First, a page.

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Sunday, March 12, 2006 

Meyers Quotation

I was reading through some past blogs of Ben Meyers (Faith and Theology) and came across this interesting quotation about resurrection:

"Death is finality. It is the end of our existence, and it as an end after which there can be no new beginning. Death is the end of all life—so that it is meaningless to speak of an “afterlife,” or of any kind of continuing existence beyond the grave. Even if it were still possible to think of an immaterial “soul” in distinction from the physical “body,” we would have to say that this soul is utterly extinguished by death.Christian faith affirms all this; but it also says that something unthinkably strange happens: God raises the dead. God does what is intrinsically impossible: he brings new life from death. This is a sheer miracle. It is, in the strictest sense of the term, an impossibility. It is pure contradiction—for to raise the dead means to contradict death itself, to negate death and turn its whole reality upside down. Death is, by definition, the end. But by the act of God death becomes a new beginning. In other words, the resurrection of the dead is the death of death.As long as our thinking contains even a trace of the notion of “immortality,” we will understand neither the reality of death nor the miracle of resurrection. For to speak of “immortality” is to speak of a possibility latent within the human soul. But to speak of “resurrection” is to speak of the act of God. Or, more precisely: to say “resurrection” is to say “God.”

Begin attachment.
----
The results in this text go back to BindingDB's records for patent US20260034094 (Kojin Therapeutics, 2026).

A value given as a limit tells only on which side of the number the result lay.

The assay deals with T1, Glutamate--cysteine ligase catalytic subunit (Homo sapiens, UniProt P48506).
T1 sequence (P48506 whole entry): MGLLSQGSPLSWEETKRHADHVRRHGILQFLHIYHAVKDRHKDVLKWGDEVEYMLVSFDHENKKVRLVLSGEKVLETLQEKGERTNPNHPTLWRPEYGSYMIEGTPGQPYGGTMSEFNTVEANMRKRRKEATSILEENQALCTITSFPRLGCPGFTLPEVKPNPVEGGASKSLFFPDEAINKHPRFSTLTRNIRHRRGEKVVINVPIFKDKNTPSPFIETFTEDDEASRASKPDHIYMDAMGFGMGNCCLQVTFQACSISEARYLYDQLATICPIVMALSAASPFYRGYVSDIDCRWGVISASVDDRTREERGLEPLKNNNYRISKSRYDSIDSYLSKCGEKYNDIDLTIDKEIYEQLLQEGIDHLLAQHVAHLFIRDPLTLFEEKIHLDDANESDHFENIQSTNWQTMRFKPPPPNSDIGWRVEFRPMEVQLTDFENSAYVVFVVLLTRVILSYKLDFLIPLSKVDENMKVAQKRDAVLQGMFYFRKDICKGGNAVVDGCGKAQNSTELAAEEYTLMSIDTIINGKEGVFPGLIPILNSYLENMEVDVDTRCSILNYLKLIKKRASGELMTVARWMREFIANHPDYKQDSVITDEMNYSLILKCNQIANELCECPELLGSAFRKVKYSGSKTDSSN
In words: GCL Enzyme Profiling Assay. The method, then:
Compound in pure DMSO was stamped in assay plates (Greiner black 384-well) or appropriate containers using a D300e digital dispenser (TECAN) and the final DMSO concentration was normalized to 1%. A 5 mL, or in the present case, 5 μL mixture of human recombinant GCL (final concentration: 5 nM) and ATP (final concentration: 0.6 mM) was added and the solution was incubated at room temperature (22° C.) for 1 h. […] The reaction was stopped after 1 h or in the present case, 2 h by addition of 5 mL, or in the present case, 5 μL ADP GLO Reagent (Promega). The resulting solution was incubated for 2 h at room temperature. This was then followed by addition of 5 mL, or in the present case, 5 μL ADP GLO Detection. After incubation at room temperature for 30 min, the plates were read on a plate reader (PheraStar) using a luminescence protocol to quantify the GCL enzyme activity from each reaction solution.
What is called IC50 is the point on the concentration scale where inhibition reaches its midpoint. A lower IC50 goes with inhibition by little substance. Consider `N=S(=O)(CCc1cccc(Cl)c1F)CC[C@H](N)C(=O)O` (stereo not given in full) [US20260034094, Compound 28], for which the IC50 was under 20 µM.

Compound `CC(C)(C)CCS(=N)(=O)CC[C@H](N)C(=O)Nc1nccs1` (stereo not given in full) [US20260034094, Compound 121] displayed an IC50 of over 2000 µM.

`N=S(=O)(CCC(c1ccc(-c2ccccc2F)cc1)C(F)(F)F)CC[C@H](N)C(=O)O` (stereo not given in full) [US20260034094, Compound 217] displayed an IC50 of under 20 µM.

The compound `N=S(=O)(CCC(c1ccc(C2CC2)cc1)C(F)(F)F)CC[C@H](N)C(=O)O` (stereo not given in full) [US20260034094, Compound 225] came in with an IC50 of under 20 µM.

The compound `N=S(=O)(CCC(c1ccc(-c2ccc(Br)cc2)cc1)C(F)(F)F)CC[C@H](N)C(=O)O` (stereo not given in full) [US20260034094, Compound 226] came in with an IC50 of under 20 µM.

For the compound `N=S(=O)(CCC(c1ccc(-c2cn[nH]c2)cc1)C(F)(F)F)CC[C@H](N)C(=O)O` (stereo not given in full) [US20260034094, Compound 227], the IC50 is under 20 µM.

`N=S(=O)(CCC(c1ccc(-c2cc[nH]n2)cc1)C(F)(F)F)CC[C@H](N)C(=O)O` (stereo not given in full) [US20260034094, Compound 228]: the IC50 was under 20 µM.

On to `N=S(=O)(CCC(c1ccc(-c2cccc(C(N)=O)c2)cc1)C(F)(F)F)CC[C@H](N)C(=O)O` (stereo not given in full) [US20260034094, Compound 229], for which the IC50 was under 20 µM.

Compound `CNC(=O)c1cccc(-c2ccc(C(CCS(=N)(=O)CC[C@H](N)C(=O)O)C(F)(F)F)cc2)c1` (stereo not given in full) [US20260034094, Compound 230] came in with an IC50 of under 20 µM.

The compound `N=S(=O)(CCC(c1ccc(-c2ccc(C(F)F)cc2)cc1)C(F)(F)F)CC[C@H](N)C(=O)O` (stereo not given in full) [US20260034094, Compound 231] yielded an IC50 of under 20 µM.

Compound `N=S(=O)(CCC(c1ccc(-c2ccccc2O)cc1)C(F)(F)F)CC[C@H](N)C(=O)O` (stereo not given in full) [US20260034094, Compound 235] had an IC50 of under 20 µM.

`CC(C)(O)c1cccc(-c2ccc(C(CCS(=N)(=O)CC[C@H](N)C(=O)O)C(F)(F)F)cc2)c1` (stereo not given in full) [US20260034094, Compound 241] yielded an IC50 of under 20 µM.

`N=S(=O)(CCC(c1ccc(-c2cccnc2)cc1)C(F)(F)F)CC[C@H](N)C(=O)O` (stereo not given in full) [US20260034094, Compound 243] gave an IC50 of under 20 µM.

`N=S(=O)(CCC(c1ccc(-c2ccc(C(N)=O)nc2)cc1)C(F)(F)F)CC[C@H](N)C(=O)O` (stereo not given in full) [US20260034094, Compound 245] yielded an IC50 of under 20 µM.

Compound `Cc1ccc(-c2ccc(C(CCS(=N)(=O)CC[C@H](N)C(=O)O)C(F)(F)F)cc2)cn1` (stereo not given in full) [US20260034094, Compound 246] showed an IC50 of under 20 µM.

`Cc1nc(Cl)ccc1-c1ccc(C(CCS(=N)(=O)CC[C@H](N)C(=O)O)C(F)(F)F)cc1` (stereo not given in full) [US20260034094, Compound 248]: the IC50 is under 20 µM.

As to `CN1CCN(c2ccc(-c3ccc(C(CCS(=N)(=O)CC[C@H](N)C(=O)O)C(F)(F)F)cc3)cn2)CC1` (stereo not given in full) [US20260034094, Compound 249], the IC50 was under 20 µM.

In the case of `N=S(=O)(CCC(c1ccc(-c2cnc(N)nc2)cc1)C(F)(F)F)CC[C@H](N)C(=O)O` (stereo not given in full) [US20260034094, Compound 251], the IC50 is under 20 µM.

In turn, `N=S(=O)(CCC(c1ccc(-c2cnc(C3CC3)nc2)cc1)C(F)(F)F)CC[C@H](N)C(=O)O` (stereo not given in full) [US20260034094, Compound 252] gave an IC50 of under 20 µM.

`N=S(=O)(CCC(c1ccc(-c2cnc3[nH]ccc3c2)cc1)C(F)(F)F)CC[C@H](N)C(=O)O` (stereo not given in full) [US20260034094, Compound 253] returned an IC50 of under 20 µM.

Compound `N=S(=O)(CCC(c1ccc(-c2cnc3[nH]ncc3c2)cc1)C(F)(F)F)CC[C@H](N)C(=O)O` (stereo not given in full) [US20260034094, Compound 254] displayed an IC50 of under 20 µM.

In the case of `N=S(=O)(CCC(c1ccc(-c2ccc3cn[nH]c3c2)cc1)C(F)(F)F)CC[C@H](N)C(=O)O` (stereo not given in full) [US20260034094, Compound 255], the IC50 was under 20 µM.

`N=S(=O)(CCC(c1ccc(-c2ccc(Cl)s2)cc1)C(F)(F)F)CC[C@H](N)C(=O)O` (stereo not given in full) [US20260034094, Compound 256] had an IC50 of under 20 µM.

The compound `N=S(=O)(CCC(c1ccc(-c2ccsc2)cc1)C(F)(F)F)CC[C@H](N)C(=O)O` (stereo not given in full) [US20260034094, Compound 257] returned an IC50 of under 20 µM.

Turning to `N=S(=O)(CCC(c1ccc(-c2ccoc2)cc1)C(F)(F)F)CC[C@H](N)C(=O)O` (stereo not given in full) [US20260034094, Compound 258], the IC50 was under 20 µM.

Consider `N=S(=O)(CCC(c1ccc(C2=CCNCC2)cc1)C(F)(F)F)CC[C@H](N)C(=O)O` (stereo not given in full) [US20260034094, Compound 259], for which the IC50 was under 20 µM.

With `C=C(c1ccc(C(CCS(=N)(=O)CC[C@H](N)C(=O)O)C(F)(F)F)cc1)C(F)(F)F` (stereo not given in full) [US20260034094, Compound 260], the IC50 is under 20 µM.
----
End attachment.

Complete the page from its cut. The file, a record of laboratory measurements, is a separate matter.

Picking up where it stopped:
posted by Ben Myers at 7:24 AM

Ben is absolutely correct.

Thanks, Christopher -- I'm glad you liked this post!

I agree, but the belief that we WILL live forever no matter what, and that faith in Christ simply changes a soul's destination is VERY common. It just doesn't sound as COOL as if rotten, brown leaf were to float up through the air and attatch back to the branch from which it fell, being restored to that beautiful green. Are we automatically exempt from the directional nature of the universe such as the 2nd Law of Thermodynamics and the like??? NO!

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